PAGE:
Did you know there are a number of ways to shorten or even avoid probate? Probate can be a long drawn out court process that can leave families physically and mentally tired by the time an estate finally settles.
Probate is usually shorter with a Last Will and Testament than without. Estates that do not have an estate plan almost always require probate. When no Will is present, all of your property, accounts, and any policies that do not state a beneficiary will need to endure this lengthy process to determine rightful heirs.
If you have a Will, you should update it regularly. This helps to ensure that all your beneficiaries are alive and that you still have the property that you intend to leave. Any property or beneficiary change should be quickly noted with the help of your attorney.
To make probate easy for your spouse or domestic partner, have your home titled in both of your names, as joint tenants with rights of survivorship. Property that is only solely titled may have to endure the process of probate, and if there are any questions of heir, this process may drag on for some time.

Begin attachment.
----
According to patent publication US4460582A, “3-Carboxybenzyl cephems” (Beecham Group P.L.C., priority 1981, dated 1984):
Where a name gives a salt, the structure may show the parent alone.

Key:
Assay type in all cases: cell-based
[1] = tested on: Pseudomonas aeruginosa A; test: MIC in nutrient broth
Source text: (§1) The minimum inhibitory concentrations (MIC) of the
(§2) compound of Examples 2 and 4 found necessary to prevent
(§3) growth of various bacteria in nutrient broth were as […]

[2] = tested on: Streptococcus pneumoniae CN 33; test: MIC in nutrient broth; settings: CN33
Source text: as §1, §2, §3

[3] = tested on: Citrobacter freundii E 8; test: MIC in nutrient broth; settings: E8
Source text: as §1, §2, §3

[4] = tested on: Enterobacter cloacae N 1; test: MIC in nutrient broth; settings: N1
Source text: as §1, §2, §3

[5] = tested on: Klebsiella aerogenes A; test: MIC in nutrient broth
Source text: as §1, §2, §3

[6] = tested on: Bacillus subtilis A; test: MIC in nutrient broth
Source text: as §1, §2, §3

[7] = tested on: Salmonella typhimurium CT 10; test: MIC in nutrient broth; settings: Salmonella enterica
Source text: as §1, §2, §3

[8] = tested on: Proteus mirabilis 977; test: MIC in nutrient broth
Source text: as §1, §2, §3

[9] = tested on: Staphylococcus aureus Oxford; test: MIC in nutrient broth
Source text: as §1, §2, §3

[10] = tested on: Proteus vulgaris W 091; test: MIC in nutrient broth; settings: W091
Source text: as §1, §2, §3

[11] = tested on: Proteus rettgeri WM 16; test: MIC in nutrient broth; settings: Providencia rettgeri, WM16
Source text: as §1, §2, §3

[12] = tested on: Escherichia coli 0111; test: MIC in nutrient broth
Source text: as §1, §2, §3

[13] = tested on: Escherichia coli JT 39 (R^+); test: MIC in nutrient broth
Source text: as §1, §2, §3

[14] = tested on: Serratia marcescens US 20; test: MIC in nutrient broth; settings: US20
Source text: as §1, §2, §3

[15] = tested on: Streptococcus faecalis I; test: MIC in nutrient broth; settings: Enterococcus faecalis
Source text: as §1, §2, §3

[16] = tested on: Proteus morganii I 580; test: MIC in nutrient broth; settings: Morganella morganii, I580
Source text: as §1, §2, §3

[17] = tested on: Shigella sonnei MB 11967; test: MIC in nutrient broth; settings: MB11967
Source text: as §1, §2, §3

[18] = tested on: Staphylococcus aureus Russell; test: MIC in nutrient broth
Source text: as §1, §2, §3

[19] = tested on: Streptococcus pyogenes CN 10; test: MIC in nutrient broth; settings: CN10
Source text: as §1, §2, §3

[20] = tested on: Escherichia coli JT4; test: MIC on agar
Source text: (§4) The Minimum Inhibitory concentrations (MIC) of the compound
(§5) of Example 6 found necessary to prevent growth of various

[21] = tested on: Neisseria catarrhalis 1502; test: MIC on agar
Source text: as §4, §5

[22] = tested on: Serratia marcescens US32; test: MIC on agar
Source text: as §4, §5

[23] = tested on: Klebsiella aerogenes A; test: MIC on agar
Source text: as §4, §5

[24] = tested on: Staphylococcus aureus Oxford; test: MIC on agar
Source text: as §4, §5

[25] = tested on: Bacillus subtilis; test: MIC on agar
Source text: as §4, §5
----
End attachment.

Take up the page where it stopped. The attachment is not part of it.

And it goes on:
You can also use joint or payable on death accounts. In fact, these types of accounts may help eliminate the need for probate. If you do have any retirement accounts, life insurance policies or other financial assets, be sure to name a beneficiary if it is not a joint or pay on death account. If you need to update an account recipient, update the actual financial document. Naming a new policy beneficiary only in your Will may cause problems in probate.
You can also use a Revocable Living Trust for a shorter probate procedure. You can fund property and financial assets into your trust. During your lifetime you will be trustee, and property can easily pass to your loved ones upon your death. A trust, if fully funded, may even help your family to avoid probate altogether.
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